Children of Armenia Fund continues to invest in nation's future

As the number of displaced families from Artsakh increases dramatically, many programs and organizations are shifting their focus to help including the Children of Armenia Fund. 

Currently, people in Armenia are dealing with a global pandemic and the aftermath of war.

COAF is providing shelter and humanitarian assistance to the many families who have nowhere to go.

Children of Armenia Fund was founded in 2004 to provide children and their families in the rural communities of Armenia with opportunities to reach their full potential.

Haig Boyadjian is the Senior Director of Development and has been with COAF for eight years.

"What we do is very comprehensive and holistic. We do infrastructure improvements in about 64 villages throughout Armenia, in addition to that, we have programs in education, health care, social services and economic development,” said Boyadjian.


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Boyadjian was born and raised in Los Angeles and spent half the year living in Armenia.

In fact, he was supposed to be in Armenia right now, but because of what has transpired since September 27, he is still in Southern California. "Because of Covid and the conflict, it is a complete disaster zone in Armenia right now," Boyadjian explained. 

Since 2018, COAF'S Smart Center in the Northern Armenia Lori Region has offered free programs and transportation for children in surrounding villages with cutting edge programs and afterschool programs. But everything, for the time being, has been shut down.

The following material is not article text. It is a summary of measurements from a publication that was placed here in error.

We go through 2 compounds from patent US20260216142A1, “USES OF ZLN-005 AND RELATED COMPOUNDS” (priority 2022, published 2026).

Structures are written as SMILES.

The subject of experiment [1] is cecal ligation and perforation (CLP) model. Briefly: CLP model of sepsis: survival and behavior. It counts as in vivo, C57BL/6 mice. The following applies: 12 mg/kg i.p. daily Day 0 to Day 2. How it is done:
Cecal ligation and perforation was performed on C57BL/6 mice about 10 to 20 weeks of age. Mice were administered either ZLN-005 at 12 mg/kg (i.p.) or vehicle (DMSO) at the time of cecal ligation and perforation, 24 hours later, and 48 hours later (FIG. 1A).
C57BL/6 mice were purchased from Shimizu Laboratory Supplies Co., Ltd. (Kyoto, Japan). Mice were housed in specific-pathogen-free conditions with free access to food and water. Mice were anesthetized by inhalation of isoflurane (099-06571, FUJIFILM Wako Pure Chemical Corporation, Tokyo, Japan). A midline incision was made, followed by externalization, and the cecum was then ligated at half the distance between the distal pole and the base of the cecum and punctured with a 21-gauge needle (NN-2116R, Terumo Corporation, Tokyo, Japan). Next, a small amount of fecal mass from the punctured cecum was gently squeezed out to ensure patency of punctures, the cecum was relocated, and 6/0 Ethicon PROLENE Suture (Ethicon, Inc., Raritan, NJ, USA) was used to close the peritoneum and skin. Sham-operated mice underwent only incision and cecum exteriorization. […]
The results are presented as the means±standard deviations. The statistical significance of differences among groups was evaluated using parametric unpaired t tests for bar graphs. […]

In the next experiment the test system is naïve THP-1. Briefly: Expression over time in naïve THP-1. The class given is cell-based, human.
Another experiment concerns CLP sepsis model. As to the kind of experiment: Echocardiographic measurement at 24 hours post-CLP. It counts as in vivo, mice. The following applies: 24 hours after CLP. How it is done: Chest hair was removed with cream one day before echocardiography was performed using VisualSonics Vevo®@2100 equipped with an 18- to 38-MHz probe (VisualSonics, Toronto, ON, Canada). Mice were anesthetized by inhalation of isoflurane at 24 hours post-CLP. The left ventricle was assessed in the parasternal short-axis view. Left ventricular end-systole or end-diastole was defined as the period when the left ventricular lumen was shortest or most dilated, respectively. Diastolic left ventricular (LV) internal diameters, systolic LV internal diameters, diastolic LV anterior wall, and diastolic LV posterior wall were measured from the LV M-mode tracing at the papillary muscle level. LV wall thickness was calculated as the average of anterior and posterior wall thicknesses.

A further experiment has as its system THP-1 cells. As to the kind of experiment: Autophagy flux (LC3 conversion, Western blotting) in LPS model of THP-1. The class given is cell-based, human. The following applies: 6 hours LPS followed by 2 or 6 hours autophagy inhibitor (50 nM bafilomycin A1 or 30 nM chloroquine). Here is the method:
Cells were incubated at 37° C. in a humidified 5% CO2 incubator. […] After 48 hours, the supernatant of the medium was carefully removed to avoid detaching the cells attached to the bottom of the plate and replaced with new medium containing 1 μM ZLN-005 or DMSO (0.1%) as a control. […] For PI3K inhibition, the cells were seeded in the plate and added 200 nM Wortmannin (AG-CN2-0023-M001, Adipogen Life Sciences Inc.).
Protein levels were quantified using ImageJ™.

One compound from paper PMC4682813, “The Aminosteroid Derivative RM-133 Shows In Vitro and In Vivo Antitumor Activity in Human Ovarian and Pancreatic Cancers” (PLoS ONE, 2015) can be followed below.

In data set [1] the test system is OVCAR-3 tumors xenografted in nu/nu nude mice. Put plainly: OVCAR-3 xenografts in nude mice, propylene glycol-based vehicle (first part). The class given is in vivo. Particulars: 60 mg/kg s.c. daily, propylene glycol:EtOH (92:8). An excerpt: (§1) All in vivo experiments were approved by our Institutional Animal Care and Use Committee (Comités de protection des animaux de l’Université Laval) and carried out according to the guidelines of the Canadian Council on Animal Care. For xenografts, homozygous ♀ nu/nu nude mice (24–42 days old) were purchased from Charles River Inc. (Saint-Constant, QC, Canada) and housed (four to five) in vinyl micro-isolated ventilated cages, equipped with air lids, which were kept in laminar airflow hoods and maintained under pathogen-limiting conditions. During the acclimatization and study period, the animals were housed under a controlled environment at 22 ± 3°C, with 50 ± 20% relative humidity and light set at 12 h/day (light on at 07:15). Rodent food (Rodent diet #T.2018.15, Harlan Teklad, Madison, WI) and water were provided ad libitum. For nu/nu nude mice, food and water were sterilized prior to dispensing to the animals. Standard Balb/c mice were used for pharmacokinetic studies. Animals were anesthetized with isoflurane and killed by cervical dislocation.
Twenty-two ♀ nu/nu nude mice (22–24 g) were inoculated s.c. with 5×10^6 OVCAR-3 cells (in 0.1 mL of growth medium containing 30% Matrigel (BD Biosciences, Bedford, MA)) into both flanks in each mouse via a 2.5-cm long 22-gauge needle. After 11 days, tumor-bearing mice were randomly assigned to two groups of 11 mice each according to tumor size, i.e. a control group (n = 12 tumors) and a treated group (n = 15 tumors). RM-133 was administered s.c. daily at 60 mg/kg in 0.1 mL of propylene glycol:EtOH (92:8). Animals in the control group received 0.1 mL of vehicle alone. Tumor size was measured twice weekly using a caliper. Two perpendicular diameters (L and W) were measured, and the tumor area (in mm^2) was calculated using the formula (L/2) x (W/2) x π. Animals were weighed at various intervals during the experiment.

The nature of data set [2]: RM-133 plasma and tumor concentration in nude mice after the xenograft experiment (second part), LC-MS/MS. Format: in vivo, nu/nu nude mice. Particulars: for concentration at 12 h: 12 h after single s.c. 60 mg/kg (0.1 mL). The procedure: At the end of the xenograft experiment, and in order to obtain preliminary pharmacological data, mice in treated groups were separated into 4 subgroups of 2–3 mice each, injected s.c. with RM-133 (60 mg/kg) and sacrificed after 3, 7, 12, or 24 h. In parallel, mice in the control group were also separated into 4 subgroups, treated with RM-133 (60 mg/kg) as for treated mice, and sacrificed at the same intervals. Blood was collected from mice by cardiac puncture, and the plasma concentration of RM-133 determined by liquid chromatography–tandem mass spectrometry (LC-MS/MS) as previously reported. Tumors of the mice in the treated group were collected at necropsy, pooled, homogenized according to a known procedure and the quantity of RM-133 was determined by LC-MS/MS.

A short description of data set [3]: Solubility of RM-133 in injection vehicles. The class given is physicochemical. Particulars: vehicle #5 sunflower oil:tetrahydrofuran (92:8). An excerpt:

And now, because of the war and the aftermath, COAF has shifted to crisis mode.

"We have been settling these displaced people throughout our villages, providing host families and displaced people with humanitarian supplies and things like that just to get them acclimated," said Boyadjian.

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Meanwhile, he has been mourning the loss of COAF students.

"I have seen a lot of these children in our villages grow up. What’s heartbreaking for me is we've lost a total of nine kids from our villages who happen to be serving in the military when the attack started," he said. 

One young man he can't forget is 18-year-old Vahe Mkrtchyan from the small village of Lernagogh. He was described as someone full of promise. 

"Vahe was a shining example of our organization's mission to give these children opportunities to advance themselves and he would run with them. Whatever extracurricular club we would put in, he would enroll in each one and would excel, whether it was debate or English language-- name it he did it," Boyadjian recalled.

Vahe has a disabled younger brother and Boyadjian remembered how close the two brothers were.

"Vahe was Emin’s rock -- the compassion that you saw when he interacted with his younger brother was amazing,” said Boyadjian.

"Vahe was on the course of pursuing his dreams and I don't want to say it's in vain because he died protecting and serving his homeland, but to see an 18-year-old's life come to a stop like that is heartbreaking,” said Boyadjian. 

Right now COAF'S mission is to focus on helping those who need it the most and to continue to focus on the future.

"We need to still continue with these programs and not neglect these kids. They are part of the new generation of Armenia, part of the nation-building progress, we need to continue on,” said Boyadjian.

COAF’s Moving Mountains fundraiser will be held on December 5 and will be televised and virtual this year.

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